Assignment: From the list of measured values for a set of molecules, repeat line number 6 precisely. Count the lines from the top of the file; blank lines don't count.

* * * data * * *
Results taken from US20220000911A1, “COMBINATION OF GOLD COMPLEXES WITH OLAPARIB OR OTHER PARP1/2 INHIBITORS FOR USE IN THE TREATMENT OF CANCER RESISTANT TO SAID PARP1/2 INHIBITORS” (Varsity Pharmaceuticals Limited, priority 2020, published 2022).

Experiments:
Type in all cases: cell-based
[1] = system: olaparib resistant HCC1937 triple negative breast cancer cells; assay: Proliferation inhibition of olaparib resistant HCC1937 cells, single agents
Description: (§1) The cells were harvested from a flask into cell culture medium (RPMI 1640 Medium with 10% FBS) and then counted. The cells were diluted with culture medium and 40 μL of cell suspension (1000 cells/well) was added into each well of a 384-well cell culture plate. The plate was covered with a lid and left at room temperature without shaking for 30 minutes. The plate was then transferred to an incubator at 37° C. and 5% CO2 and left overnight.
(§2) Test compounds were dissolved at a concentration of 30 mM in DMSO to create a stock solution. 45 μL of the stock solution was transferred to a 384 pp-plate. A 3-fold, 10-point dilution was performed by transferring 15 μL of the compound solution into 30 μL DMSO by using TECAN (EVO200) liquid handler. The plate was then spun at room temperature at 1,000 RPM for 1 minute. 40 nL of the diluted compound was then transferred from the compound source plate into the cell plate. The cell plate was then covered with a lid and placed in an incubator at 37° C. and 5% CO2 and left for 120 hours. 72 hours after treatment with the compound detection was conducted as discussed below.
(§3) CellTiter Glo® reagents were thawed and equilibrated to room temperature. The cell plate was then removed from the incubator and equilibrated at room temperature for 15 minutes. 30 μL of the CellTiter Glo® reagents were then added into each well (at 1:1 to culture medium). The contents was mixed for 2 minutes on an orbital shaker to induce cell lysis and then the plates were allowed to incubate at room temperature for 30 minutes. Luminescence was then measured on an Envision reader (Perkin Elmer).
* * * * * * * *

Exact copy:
(§2) Test compounds were dissolved at a concentration of 30 mM in DMSO to create a stock solution. 45 μL of the stock solution was transferred to a 384 pp-plate. A 3-fold, 10-point dilution was performed by transferring 15 μL of the compound solution into 30 μL DMSO by using TECAN (EVO200) liquid handler. The plate was then spun at room temperature at 1,000 RPM for 1 minute. 40 nL of the diluted compound was then transferred from the compound source plate into the cell plate. The cell plate was then covered with a lid and placed in an incubator at 37° C. and 5% CO2 and left for 120 hours. 72 hours after treatment with the compound detection was conducted as discussed below.